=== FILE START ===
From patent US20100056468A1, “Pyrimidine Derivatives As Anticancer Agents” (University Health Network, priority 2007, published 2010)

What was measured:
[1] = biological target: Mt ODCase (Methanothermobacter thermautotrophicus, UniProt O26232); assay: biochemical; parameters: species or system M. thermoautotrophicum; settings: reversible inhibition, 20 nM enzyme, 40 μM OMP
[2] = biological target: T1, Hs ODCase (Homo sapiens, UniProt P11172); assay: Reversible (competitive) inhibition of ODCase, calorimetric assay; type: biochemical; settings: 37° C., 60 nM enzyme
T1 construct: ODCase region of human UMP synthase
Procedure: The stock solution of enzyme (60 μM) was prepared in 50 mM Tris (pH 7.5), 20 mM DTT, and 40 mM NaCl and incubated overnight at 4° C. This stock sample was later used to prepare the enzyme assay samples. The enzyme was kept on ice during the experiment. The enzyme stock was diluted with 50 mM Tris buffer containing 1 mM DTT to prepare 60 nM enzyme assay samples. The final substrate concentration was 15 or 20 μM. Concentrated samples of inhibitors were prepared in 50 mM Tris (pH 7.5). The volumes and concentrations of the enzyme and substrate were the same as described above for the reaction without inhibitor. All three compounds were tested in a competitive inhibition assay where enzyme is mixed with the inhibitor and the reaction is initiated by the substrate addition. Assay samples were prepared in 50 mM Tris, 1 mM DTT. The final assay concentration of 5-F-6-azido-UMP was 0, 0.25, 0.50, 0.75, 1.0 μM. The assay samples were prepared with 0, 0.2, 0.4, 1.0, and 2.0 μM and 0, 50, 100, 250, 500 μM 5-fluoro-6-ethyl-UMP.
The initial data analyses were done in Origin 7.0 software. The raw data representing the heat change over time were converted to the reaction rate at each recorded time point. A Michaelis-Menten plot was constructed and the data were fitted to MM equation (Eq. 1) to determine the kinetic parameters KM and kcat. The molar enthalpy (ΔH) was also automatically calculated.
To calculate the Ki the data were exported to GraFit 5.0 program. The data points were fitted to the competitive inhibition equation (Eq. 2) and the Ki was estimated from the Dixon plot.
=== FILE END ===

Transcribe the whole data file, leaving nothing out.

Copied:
From patent US20100056468A1, “Pyrimidine Derivatives As Anticancer Agents” (University Health Network, priority 2007, published 2010)

What was measured:
[1] = biological target: Mt ODCase (Methanothermobacter thermautotrophicus, UniProt O26232); assay: biochemical; parameters: species or system M. thermoautotrophicum; settings: reversible inhibition, 20 nM enzyme, 40 μM OMP
[2] = biological target: T1, Hs ODCase (Homo sapiens, UniProt P11172); assay: Reversible (competitive) inhibition of ODCase, calorimetric assay; type: biochemical; settings: 37° C., 60 nM enzyme
T1 construct: ODCase region of human UMP synthase
Procedure: The stock solution of enzyme (60 μM) was prepared in 50 mM Tris (pH 7.5), 20 mM DTT, and 40 mM NaCl and incubated overnight at 4° C. This stock sample was later used to prepare the enzyme assay samples. The enzyme was kept on ice during the experiment. The enzyme stock was diluted with 50 mM Tris buffer containing 1 mM DTT to prepare 60 nM enzyme assay samples. The final substrate concentration was 15 or 20 μM. Concentrated samples of inhibitors were prepared in 50 mM Tris (pH 7.5). The volumes and concentrations of the enzyme and substrate were the same as described above for the reaction without inhibitor. All three compounds were tested in a competitive inhibition assay where enzyme is mixed with the inhibitor and the reaction is initiated by the substrate addition. Assay samples were prepared in 50 mM Tris, 1 mM DTT. The final assay concentration of 5-F-6-azido-UMP was 0, 0.25, 0.50, 0.75, 1.0 μM. The assay samples were prepared with 0, 0.2, 0.4, 1.0, and 2.0 μM and 0, 50, 100, 250, 500 μM 5-fluoro-6-ethyl-UMP.
The initial data analyses were done in Origin 7.0 software. The raw data representing the heat change over time were converted to the reaction rate at each recorded time point. A Michaelis-Menten plot was constructed and the data were fitted to MM equation (Eq. 1) to determine the kinetic parameters KM and kcat. The molar enthalpy (ΔH) was also automatically calculated.
To calculate the Ki the data were exported to GraFit 5.0 program. The data points were fitted to the competitive inhibition equation (Eq. 2) and the Ki was estimated from the Dixon plot.